Bolsonaro dismissed officials and scientists who disagreed with his policy of deforestation in the Amazon (which has reached a record high of 3,980 square kilometers in the first six months of 2022), public universities saw their funding frozen or cut (to favour the private ones) and scientists who disagreed with his Covid Policy, or lack of it, lost their jobs.


The conclusion is that while Bolsonaro was supported by those hopeful for a Messiah (his name is Jair Messias Bolsonaro), the fact is that he did not deliver and leaves Brazil worse than when he took office. On the bright side for him, there is now a Bolsonarista movement at the level of the National Congress (Federal Senate and Chamber of Deputies) and at the level of State Governors, a movement which did not exist four years ago. But if he behaves like a spoilt brat throwing a temper tantrum, he will lose any support he ever had very quickly.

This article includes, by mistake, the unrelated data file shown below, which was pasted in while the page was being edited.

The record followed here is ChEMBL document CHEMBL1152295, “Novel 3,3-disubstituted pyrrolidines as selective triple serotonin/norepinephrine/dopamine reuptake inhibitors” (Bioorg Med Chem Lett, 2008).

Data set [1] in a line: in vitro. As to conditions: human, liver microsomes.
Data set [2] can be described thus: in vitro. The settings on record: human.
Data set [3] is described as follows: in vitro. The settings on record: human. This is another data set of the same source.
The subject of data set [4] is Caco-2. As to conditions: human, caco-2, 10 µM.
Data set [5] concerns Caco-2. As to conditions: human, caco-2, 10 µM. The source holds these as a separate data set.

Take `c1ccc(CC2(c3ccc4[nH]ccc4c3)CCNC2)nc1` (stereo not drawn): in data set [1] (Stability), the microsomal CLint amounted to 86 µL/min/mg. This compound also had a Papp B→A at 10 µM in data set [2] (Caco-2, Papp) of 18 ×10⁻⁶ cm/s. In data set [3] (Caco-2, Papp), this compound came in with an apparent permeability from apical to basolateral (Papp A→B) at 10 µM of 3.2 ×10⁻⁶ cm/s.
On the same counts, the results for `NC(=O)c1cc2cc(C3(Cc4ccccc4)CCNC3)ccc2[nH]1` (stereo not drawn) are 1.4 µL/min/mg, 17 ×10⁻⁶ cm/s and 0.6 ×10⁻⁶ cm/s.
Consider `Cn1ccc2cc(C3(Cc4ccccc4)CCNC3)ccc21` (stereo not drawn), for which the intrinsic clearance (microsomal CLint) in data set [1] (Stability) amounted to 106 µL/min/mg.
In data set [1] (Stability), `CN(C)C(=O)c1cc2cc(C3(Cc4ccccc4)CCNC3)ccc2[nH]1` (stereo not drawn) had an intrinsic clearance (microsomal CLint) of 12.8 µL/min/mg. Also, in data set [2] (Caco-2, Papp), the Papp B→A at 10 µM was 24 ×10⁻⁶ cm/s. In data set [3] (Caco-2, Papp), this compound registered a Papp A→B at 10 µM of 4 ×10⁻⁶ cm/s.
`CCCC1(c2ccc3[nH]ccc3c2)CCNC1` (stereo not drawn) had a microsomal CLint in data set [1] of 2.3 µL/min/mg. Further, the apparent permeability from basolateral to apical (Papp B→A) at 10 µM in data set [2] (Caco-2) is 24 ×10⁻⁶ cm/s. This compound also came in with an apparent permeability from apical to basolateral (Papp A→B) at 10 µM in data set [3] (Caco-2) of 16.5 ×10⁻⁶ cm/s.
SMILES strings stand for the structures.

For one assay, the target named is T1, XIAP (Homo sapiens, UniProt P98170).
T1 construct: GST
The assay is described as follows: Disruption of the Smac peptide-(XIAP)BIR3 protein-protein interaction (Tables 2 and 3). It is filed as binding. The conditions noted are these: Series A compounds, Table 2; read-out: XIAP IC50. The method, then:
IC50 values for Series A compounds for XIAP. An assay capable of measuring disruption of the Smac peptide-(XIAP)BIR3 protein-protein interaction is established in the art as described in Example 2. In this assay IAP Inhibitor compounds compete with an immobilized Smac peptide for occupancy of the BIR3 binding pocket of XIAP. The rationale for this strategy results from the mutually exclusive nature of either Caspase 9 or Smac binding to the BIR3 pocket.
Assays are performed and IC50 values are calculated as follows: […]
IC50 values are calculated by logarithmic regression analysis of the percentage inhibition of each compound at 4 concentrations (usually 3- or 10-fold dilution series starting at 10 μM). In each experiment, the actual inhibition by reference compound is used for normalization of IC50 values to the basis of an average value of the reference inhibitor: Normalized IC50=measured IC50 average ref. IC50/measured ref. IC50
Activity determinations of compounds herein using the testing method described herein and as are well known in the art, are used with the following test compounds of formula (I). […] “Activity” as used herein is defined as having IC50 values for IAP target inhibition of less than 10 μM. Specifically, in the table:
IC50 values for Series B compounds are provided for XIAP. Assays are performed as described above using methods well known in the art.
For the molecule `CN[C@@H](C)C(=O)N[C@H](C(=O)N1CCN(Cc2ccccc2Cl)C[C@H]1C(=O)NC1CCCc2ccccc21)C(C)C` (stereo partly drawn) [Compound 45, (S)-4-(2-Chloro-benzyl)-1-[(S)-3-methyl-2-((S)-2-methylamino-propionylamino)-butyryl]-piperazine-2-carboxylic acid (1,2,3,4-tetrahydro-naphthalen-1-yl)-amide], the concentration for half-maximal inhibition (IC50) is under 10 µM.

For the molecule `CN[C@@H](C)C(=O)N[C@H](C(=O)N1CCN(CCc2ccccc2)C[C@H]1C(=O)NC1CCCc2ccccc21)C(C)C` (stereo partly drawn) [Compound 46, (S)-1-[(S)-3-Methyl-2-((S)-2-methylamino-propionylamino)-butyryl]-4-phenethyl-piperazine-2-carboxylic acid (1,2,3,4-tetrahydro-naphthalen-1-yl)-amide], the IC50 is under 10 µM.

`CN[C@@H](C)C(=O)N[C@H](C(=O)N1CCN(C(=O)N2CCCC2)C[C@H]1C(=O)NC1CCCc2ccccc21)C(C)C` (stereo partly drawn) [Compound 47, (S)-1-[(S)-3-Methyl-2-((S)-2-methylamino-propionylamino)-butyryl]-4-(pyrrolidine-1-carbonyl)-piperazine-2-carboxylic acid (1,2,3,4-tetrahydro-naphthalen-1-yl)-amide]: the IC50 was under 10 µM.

The point is that Brazil is an emotive country whose people have and demand emotional intelligence, something which Bolsonaro and Bolsonarism does not have. Bolsonaro makes Brazil darker, Lula lighter. Bolsonaro represents the discotheque bouncer, Lula the heart and soul of the people whose only demand is to have a job, to be left alone in their homes, whether they be in a city or in the Amazon jungle, to be able to go about their lives without being robbed or shot, to have food to place on the table and to be able to afford to live. All of them, not just a few.

Bolsonaro will speak, he has to... but now it is too late.

Timothy Bancroft-Hinchey can be contacted at [email protected]

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Author`s name Timothy Bancroft-Hinchey